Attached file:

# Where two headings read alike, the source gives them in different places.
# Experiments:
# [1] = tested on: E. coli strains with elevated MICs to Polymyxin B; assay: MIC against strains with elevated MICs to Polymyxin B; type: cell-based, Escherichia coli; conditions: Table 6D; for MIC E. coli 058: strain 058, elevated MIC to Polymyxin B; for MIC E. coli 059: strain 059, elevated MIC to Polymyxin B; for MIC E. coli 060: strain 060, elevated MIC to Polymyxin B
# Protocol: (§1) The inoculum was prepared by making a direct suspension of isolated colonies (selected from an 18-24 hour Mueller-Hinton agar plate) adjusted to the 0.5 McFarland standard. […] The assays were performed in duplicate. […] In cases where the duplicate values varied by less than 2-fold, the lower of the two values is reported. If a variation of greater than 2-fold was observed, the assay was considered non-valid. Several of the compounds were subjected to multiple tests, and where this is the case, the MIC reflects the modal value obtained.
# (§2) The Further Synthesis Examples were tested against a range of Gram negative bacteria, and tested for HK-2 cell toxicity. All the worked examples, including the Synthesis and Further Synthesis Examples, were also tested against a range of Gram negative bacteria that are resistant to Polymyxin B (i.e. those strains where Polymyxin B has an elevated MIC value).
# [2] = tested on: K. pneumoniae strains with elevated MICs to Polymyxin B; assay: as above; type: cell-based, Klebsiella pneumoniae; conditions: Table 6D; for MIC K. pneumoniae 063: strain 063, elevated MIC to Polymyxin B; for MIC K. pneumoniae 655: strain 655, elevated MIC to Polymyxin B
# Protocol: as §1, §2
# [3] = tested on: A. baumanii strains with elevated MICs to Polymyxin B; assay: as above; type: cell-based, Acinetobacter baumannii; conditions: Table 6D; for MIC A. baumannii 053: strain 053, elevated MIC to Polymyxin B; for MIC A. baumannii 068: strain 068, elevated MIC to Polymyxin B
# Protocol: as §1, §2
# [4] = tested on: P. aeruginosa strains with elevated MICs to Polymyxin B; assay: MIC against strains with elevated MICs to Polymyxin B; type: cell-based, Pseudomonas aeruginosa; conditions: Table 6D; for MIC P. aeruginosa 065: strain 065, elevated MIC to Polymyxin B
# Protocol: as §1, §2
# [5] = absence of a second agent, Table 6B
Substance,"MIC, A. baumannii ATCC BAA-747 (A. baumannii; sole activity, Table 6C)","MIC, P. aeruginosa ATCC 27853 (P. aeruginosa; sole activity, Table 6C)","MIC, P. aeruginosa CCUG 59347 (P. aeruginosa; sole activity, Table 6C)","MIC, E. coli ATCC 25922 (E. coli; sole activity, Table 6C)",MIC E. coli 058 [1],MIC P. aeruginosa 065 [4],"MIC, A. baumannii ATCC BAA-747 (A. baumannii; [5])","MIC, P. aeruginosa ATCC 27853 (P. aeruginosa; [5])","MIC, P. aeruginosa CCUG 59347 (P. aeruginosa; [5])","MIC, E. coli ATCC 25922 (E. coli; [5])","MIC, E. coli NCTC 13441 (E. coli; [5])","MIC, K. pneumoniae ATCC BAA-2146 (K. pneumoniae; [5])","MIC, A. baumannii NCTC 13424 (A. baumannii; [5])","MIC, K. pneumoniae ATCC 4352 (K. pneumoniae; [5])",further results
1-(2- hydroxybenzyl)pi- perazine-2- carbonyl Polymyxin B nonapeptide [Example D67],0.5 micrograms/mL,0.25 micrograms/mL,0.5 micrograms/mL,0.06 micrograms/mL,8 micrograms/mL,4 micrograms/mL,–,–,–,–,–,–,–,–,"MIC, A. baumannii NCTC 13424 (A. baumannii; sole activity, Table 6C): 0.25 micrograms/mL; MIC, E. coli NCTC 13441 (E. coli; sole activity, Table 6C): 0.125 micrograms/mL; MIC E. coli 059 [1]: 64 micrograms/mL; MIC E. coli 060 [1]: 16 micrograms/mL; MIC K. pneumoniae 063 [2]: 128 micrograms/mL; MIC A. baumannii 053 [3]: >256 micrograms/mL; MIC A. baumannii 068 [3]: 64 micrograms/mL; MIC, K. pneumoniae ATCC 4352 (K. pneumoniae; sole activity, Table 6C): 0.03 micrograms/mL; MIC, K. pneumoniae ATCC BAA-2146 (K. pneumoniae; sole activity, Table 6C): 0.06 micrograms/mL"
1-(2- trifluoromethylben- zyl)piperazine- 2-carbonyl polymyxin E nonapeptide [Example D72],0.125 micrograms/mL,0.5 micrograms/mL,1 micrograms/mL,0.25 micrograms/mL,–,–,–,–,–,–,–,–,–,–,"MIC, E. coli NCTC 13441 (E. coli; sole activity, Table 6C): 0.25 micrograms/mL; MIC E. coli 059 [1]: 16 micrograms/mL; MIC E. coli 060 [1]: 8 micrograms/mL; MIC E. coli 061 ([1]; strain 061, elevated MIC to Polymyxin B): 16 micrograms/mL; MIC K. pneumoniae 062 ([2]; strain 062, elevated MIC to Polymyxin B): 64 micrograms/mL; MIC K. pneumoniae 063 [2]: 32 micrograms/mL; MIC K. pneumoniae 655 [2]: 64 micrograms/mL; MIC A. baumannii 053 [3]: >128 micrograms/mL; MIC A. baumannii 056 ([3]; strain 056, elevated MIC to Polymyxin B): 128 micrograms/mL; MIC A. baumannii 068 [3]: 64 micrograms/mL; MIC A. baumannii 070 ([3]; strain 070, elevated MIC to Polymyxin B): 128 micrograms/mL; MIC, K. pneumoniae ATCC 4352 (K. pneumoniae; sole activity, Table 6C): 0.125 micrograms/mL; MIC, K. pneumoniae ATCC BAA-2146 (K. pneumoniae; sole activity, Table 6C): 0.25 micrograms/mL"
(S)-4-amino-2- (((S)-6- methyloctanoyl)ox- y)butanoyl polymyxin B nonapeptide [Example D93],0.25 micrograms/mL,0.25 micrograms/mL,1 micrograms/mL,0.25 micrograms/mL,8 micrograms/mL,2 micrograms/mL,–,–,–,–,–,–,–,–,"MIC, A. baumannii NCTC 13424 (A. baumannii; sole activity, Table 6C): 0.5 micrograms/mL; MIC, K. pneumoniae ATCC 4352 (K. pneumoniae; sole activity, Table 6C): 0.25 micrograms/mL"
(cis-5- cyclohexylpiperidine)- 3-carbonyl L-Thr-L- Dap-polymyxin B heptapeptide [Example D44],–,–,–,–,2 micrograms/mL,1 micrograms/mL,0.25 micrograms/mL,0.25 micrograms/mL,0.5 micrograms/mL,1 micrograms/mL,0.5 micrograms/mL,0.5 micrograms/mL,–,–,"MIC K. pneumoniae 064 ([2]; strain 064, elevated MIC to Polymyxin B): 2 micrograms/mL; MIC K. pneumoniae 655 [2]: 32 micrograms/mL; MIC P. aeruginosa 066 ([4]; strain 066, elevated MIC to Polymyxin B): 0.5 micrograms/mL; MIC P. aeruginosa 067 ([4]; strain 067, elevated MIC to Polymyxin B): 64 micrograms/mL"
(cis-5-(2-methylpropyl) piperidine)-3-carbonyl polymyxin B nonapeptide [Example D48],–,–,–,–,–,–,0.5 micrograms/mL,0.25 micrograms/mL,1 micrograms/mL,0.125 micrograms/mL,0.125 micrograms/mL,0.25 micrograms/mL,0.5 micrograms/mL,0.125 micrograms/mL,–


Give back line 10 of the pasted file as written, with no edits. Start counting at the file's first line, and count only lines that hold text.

# [4] = tested on: P. aeruginosa strains with elevated MICs to Polymyxin B; assay: MIC against strains with elevated MICs to Polymyxin B; type: cell-based, Pseudomonas aeruginosa; conditions: Table 6D; for MIC P. aeruginosa 065: strain 065, elevated MIC to Polymyxin B